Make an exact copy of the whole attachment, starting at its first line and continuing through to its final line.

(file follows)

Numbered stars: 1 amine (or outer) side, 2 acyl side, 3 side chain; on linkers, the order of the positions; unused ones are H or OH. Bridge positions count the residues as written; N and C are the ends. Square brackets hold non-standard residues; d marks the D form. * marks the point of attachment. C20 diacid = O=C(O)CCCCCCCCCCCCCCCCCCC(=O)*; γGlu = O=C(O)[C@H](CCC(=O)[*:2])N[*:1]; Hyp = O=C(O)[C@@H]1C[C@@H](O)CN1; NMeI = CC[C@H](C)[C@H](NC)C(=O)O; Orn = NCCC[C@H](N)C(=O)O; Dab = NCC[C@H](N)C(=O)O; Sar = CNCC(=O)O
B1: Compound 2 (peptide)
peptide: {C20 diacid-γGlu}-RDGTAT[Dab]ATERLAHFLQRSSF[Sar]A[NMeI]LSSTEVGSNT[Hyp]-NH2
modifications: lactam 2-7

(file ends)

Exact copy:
Numbered stars: 1 amine (or outer) side, 2 acyl side, 3 side chain; on linkers, the order of the positions; unused ones are H or OH. Bridge positions count the residues as written; N and C are the ends. Square brackets hold non-standard residues; d marks the D form. * marks the point of attachment. C20 diacid = O=C(O)CCCCCCCCCCCCCCCCCCC(=O)*; γGlu = O=C(O)[C@H](CCC(=O)[*:2])N[*:1]; Hyp = O=C(O)[C@@H]1C[C@@H](O)CN1; NMeI = CC[C@H](C)[C@H](NC)C(=O)O; Orn = NCCC[C@H](N)C(=O)O; Dab = NCC[C@H](N)C(=O)O; Sar = CNCC(=O)O
B1: Compound 2 (peptide)
peptide: {C20 diacid-γGlu}-RDGTAT[Dab]ATERLAHFLQRSSF[Sar]A[NMeI]LSSTEVGSNT[Hyp]-NH2
modifications: lactam 2-7